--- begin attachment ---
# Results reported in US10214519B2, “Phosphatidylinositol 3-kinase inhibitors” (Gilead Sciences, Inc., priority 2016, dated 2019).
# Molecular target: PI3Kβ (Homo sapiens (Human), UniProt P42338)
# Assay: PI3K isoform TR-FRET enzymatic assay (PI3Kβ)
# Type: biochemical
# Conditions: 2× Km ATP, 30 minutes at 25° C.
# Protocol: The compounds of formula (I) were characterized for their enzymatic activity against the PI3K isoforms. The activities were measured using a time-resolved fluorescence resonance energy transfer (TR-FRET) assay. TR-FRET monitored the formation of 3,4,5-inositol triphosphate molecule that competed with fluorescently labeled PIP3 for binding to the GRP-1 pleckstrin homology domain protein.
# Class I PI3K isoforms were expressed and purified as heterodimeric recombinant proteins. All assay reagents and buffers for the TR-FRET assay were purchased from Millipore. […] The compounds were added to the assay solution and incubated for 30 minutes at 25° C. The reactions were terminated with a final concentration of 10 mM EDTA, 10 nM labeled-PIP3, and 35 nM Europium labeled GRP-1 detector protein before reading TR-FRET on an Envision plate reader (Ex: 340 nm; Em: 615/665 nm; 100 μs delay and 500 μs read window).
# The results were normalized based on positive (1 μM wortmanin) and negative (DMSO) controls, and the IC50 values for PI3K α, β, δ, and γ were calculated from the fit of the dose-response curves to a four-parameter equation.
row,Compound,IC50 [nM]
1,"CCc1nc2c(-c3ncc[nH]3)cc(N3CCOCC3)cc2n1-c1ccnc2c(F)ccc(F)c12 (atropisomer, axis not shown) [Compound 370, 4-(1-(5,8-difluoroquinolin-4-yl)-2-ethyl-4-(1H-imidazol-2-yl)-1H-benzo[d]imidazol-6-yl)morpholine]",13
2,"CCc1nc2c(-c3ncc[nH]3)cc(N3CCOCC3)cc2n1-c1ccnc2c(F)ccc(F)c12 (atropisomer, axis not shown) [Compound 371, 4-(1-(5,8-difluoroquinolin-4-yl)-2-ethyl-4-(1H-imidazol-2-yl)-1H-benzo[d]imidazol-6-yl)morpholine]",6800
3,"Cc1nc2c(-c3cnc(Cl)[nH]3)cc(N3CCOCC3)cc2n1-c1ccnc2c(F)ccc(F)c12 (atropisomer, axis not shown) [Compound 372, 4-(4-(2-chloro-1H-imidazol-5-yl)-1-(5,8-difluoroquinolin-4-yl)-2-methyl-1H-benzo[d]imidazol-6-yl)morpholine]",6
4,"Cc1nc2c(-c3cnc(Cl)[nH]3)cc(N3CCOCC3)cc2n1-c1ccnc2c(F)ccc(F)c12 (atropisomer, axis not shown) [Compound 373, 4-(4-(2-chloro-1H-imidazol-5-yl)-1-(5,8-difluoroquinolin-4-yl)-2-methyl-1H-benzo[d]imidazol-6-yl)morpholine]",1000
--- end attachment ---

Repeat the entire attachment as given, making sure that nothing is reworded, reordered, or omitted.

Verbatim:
# Results reported in US10214519B2, “Phosphatidylinositol 3-kinase inhibitors” (Gilead Sciences, Inc., priority 2016, dated 2019).
# Molecular target: PI3Kβ (Homo sapiens (Human), UniProt P42338)
# Assay: PI3K isoform TR-FRET enzymatic assay (PI3Kβ)
# Type: biochemical
# Conditions: 2× Km ATP, 30 minutes at 25° C.
# Protocol: The compounds of formula (I) were characterized for their enzymatic activity against the PI3K isoforms. The activities were measured using a time-resolved fluorescence resonance energy transfer (TR-FRET) assay. TR-FRET monitored the formation of 3,4,5-inositol triphosphate molecule that competed with fluorescently labeled PIP3 for binding to the GRP-1 pleckstrin homology domain protein.
# Class I PI3K isoforms were expressed and purified as heterodimeric recombinant proteins. All assay reagents and buffers for the TR-FRET assay were purchased from Millipore. […] The compounds were added to the assay solution and incubated for 30 minutes at 25° C. The reactions were terminated with a final concentration of 10 mM EDTA, 10 nM labeled-PIP3, and 35 nM Europium labeled GRP-1 detector protein before reading TR-FRET on an Envision plate reader (Ex: 340 nm; Em: 615/665 nm; 100 μs delay and 500 μs read window).
# The results were normalized based on positive (1 μM wortmanin) and negative (DMSO) controls, and the IC50 values for PI3K α, β, δ, and γ were calculated from the fit of the dose-response curves to a four-parameter equation.
row,Compound,IC50 [nM]
1,"CCc1nc2c(-c3ncc[nH]3)cc(N3CCOCC3)cc2n1-c1ccnc2c(F)ccc(F)c12 (atropisomer, axis not shown) [Compound 370, 4-(1-(5,8-difluoroquinolin-4-yl)-2-ethyl-4-(1H-imidazol-2-yl)-1H-benzo[d]imidazol-6-yl)morpholine]",13
2,"CCc1nc2c(-c3ncc[nH]3)cc(N3CCOCC3)cc2n1-c1ccnc2c(F)ccc(F)c12 (atropisomer, axis not shown) [Compound 371, 4-(1-(5,8-difluoroquinolin-4-yl)-2-ethyl-4-(1H-imidazol-2-yl)-1H-benzo[d]imidazol-6-yl)morpholine]",6800
3,"Cc1nc2c(-c3cnc(Cl)[nH]3)cc(N3CCOCC3)cc2n1-c1ccnc2c(F)ccc(F)c12 (atropisomer, axis not shown) [Compound 372, 4-(4-(2-chloro-1H-imidazol-5-yl)-1-(5,8-difluoroquinolin-4-yl)-2-methyl-1H-benzo[d]imidazol-6-yl)morpholine]",6
4,"Cc1nc2c(-c3cnc(Cl)[nH]3)cc(N3CCOCC3)cc2n1-c1ccnc2c(F)ccc(F)c12 (atropisomer, axis not shown) [Compound 373, 4-(4-(2-chloro-1H-imidazol-5-yl)-1-(5,8-difluoroquinolin-4-yl)-2-methyl-1H-benzo[d]imidazol-6-yl)morpholine]",1000